The morning after the night before the feeling of elation, sheer joy, pride and a grin extending to both corners of the mouth balance the – undoubtedly – heavy heads with whom we have gone to work, school or university today, following a night spent on that adrenaline mixture that boasts alcohol and United as its main ingredients.
Readers will know that throughout the season I warned against the sin of becoming giddy too soon as, aware of the psychological and physical trauma experienced last season, I, like many others, refused to get carried away until United had mathematically clinched the title.
Following our recent wobble in form my fears increased a tad – even though I actually never believed we could blow it again – but when Spurs condemned City to a 3-1 defeat on Sunday even I allowed myself to indulge in the thought of us lifting the trophy this season, and I’m eternally grateful to Sir Alex and the players for not embarking on a rollercoaster ride last night.
United, so often castigated by the media this season for a perceived lack of brilliance, produced arguably one of the best 45 minutes spells of their season, and how fitting that the man who grabbed his hat-trick was the man who spearheaded our campaign for long spells.
When Robin Van Persie signed in the summer, many questioned Sir Alex’s decision to fork out £24m for a player who had just turned 29 – and whose injury record was admittedly far from ideal – when other areas of the pitch seemed to require strengthening.
I, for one, was slightly disappointed when United’s marquee signing turned out to be a striker rather than the imposing central midfielder this team so badly craved (and still does). On the other hand, as many pointed out here and on Twitter, if signing the current PFA Player of the Year doesn’t get fans buzzing, what will?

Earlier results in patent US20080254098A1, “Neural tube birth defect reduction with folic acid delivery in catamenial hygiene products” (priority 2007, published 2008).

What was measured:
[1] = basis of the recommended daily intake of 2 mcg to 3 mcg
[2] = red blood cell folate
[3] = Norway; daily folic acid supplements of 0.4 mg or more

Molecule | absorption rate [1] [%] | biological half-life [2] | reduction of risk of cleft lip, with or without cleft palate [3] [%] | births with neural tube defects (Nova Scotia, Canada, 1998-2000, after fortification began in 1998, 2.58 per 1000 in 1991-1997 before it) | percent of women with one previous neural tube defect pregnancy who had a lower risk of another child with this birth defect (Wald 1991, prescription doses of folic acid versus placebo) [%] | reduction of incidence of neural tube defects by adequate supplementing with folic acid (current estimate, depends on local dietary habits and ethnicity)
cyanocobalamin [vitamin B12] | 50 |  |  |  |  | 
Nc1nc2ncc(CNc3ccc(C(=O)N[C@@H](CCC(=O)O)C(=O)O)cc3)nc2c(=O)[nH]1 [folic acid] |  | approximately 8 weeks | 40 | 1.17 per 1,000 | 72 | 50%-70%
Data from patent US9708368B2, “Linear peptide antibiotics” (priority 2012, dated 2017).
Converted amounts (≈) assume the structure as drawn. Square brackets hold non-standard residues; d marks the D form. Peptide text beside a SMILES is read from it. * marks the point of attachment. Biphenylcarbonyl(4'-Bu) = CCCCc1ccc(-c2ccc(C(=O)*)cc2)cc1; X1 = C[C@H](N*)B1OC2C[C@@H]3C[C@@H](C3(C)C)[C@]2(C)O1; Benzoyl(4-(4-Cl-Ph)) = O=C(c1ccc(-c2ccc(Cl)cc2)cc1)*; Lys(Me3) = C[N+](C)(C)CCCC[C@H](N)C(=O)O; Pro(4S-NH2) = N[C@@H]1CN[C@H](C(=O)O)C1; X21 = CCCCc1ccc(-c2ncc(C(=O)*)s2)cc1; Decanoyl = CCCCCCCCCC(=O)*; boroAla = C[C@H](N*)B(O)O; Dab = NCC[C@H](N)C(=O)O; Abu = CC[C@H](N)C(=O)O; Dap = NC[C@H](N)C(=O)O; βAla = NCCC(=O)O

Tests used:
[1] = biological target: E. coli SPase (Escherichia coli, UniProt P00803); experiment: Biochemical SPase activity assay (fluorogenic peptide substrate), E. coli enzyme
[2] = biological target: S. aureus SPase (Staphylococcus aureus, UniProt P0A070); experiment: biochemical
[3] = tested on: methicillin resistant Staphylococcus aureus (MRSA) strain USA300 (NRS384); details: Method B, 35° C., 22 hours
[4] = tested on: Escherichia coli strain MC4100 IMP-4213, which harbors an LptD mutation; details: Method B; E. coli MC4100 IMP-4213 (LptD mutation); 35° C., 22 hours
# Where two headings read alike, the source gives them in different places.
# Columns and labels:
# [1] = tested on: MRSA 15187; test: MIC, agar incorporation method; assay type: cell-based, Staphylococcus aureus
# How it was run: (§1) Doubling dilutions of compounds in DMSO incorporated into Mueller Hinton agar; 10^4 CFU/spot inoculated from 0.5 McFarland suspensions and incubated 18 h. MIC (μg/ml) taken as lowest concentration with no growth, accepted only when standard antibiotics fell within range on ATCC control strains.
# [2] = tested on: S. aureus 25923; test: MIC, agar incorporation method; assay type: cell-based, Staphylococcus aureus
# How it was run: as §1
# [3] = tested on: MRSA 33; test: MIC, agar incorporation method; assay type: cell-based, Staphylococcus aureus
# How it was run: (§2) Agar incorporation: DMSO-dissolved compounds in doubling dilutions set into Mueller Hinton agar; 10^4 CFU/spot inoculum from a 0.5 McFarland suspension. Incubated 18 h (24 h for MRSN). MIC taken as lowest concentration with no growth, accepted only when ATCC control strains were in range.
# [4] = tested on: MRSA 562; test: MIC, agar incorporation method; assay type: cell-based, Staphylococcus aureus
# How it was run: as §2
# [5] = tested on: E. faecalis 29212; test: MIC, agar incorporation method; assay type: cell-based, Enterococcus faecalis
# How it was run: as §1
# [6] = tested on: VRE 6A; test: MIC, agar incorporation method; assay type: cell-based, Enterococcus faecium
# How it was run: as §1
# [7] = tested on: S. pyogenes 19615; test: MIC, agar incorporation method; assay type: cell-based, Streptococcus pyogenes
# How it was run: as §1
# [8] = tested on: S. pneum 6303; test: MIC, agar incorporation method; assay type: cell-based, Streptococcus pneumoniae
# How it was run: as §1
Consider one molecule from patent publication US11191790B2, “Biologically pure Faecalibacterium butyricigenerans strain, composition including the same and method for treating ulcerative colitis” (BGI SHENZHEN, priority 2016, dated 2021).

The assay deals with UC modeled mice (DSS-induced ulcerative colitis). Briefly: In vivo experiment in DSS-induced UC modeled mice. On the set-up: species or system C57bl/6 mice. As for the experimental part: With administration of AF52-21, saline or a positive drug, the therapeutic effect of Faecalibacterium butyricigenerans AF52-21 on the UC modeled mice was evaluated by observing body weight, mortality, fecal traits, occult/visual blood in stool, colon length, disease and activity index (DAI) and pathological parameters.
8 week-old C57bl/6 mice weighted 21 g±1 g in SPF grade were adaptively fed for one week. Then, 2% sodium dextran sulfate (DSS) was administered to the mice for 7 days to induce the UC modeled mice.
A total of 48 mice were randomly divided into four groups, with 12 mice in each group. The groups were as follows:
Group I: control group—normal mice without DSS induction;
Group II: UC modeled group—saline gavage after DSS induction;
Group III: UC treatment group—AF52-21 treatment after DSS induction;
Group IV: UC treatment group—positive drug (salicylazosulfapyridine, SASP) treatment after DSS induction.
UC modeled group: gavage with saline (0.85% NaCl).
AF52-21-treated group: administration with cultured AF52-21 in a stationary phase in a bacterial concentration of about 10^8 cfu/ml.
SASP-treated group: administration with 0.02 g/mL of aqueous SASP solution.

From the moment he arrived at the club Van Persie did what, in my 25 years, only Eric Cantona had done. He galvanised the club, the fans and his team-mates. When Eric arrived in 1992, United were haunted by the prospect of another fruitless campaign, having fluffed their lines at the crucial stage the previous season when Leeds pipped them to the title. They were, in other words, flat.
The same feeling that would have swept through the current crop when Sergio Aguero’s goal wrestled the title away from their grasp last season, and Van Persie’s arrival was as strong a psychological message as Fergie had sent out in recent years.
Having rallied his troops in the dressing room of the Stadium of Light, the signing of Van Persie was Sir Alex’s statement of intent – to his players, his opponents and the fans – and one that might not have come had United won the league last year.
Furthermore, Van Persie’s signing was a huge blow for City for it spelt out that the richest club in the world wasn’t going to have it all their own the way, even now that they could call themselves Premier League champions. Roberto Mancini’s petulant remarks about “the one that got away” did his team no favours at all, rather they undermined some of his players’ confidence.
The doubters were quickly converted into strenuous believers, as the Dutchman tore through the league in the same fashion he had done for Arsenal in the previous campaign, providing United with a “fear factor” they had missed in previous years, arguably since Ronaldo left for Real Madrid.
The taunts of “one-man team” aimed at United as Van Persie netted crucial goals against Liverpool, Chelsea, Arsenal and, more importantly, a last minute winner against Manchester City, were as much an effort to dismiss United’s form as they confirmed that Sir Alex had hit the jackpot in the transfer window.
Sure, United weren’t at their swashbuckling best and Van Persie became an increasingly talismanic figure but it wasn’t borne out of desperation, rather it was the result of £24 very well spent millions. Ironically, the stick that had beaten United so long, turned against Van Persie as his form suffered an inevitable dip that coincided with United tumbling out of Europe and out of the FA Cup.
While not as easy on the eye as teams of yesteryear, Van Persie’s goal drought proved that the current United vintage is every bit as ruthless as their predecessor, considering the way the powered through the league while the Dutchman negotiated nine games without a goal.
That he would find his form at the crucial stage of the season to clinch United’s 20th, was a fitting way to crown his first season at Old Trafford, one in which he became an instant hero. And perhaps, one of Sir Alex Ferguson’s best ever signings.
To paraphrase a City chant – admittedly, not something I thought I’d ever do – “You sign Scott Sinclair, we sign RVP”.
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